Hit hard by pandemic, downtown Boston now getting busier this holiday season

The pandemic really pulled the rug out from under downtown Boston as workers in the area went remote and tourism dried up.

Now downtown is starting to show signs of life again.

Michael Nichols was recently named the new president of the Downtown Boston Business Improvement District and is now tasked with trying to keep that momentum going.

The district covers 34 blocks that stretch from Downtown Crossing and go thru the Financial and Theater districts.

“This is the heart of Boston,” said Nichols. “Downtown Crossing, literally the name suggests this is where the intersection of the city happens.”

Nichols added that many days the foot traffic in this area of the city has rebounded to just about where it was in 2019. “It’s the highest traffic pedestrian corridor in the city.”

Although people are starting to come back into downtown, the scars of the pandemic linger as many buildings and storefronts are vacant and are covered with “For Lease” and “Space Available” signs.

“I just think we’re facing a new reality now,” explained Nichols. “I think the future of what work will be and people’s interest in living in the downtown core will mean that there’s a new era ahead for downtown Boston.”

Nichol’s job is to help figure out that future and sell it to people who are still staying away.

“It’s really the central part of Boston’s economic formula and really Massachusetts’. There are more jobs in this district than any other part of the state, any neighborhood in the state.”

But with many of those jobs still at least partially remote, some businesses are hurting.

Nichols says tourism numbers are getting stronger, however.

It’s also been helpful to have most college students back on campus.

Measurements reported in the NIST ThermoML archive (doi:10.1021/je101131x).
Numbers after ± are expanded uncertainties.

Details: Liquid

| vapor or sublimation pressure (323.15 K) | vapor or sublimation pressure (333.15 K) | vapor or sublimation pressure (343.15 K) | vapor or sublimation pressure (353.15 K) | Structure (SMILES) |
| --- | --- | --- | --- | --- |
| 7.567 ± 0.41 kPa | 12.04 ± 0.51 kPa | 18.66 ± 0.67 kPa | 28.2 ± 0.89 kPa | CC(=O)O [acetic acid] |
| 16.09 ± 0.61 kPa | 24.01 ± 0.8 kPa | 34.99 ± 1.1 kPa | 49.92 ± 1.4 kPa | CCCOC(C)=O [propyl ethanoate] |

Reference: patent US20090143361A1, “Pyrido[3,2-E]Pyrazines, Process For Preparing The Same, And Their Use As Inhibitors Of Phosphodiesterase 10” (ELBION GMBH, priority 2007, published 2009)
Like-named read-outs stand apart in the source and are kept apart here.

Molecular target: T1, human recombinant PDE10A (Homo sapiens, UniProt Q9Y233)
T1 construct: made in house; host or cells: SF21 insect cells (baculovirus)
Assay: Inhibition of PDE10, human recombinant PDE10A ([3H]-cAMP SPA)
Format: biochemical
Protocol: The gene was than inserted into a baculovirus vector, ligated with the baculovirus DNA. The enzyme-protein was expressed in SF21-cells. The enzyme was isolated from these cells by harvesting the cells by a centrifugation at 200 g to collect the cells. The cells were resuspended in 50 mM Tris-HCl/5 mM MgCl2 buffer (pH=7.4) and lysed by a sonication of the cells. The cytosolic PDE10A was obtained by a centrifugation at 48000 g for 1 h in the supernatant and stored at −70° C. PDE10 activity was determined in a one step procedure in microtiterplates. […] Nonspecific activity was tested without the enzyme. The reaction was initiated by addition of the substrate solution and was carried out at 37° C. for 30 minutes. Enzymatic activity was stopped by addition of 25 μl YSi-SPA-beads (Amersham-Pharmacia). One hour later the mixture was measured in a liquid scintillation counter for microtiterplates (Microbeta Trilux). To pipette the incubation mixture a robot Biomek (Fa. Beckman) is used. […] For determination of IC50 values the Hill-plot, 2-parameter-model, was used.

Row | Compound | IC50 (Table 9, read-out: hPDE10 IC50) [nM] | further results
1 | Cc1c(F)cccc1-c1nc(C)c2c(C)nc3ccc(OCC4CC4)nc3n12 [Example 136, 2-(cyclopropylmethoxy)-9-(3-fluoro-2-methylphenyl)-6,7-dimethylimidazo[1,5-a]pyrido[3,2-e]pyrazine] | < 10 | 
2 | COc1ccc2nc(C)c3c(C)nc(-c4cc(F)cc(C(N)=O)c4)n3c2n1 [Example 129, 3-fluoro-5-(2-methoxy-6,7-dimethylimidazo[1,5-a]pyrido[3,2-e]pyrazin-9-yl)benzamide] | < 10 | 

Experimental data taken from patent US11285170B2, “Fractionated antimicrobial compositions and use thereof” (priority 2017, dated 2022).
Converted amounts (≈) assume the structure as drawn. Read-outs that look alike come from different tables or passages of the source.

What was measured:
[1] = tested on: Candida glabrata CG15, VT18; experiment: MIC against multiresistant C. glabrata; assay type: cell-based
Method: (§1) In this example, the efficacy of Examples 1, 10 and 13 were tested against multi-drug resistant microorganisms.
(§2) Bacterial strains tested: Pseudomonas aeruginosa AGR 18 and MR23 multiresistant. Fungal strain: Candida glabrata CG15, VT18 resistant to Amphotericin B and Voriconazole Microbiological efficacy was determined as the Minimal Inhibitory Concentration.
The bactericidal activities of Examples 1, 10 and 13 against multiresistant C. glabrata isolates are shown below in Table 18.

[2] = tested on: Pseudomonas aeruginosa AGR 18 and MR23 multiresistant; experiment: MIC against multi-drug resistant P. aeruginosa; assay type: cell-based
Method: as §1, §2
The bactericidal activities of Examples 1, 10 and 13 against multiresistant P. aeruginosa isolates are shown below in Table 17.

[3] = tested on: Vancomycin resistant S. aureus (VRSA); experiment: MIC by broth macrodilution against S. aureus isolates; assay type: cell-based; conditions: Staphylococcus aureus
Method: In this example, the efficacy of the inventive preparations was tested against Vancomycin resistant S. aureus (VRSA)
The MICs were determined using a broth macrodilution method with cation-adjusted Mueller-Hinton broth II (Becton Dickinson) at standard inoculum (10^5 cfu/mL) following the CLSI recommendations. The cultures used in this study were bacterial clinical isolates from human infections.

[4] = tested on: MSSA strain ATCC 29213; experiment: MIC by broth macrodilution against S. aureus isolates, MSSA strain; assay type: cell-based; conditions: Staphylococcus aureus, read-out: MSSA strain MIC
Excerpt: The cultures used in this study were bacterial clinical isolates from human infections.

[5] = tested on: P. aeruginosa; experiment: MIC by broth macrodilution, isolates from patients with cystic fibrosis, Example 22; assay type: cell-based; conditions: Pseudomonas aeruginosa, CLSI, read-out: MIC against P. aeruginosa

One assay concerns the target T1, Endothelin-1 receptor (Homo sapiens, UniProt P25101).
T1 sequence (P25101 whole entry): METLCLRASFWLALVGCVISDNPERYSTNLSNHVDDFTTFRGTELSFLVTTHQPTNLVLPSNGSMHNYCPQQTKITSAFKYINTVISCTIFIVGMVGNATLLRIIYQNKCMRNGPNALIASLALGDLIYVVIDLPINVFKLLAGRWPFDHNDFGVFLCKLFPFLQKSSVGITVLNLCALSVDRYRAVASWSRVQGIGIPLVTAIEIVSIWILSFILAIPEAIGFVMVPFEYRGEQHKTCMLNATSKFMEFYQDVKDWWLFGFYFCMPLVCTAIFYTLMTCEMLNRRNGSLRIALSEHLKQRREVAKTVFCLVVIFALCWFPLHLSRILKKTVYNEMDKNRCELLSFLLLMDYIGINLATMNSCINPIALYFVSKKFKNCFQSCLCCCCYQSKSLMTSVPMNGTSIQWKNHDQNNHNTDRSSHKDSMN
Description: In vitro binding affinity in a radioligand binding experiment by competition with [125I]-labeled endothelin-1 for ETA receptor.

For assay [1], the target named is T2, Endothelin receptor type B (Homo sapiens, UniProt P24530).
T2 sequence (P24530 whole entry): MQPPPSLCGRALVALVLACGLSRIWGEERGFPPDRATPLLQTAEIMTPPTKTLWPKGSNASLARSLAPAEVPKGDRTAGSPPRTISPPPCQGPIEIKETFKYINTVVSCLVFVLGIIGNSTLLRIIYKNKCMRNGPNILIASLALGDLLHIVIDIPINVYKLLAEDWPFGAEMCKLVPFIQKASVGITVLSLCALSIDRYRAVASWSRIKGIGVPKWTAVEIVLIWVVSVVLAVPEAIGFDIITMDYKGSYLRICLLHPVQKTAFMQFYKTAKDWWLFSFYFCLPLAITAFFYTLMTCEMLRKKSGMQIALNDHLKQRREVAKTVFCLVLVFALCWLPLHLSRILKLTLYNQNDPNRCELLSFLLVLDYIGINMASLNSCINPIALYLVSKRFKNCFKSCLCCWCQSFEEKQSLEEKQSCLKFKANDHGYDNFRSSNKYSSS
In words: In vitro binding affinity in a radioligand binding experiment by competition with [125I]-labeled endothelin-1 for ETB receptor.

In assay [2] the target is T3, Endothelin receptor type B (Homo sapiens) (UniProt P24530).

This holiday season they’re planning a full calendar of events to lure people back.

It kicked off with the Macy’s tree lighting.

Nichols said this year they’re sponsoring “Snowflake Crossing”. This will last all month and will include tours of beautifully decorated lobbies of downtown buildings, holiday light displays, and special deals at many retailers.

Nichols knows bringing back downtown is a challenge but says it’s also an opportunity.

“It’s activating the district, making it safer, more vibrant and creating a hospitable tourist and business community, and trying to provide support to those who really have a strong affinity for, and vision for, the future of Boston.”

Boston Mayor Michelle Wu is also making the revitalization of downtown a priority.

In October, her administration issued a report looking at ways to create what she said, “Is a truly inclusive, round-the-clock neighborhood, filled with new homes, diverse businesses, world-class public spaces, vibrant nightlife, and a thriving arts and culture scene.”

One idea under discussion is to make it easier to convert some vacant office spaces into housing.

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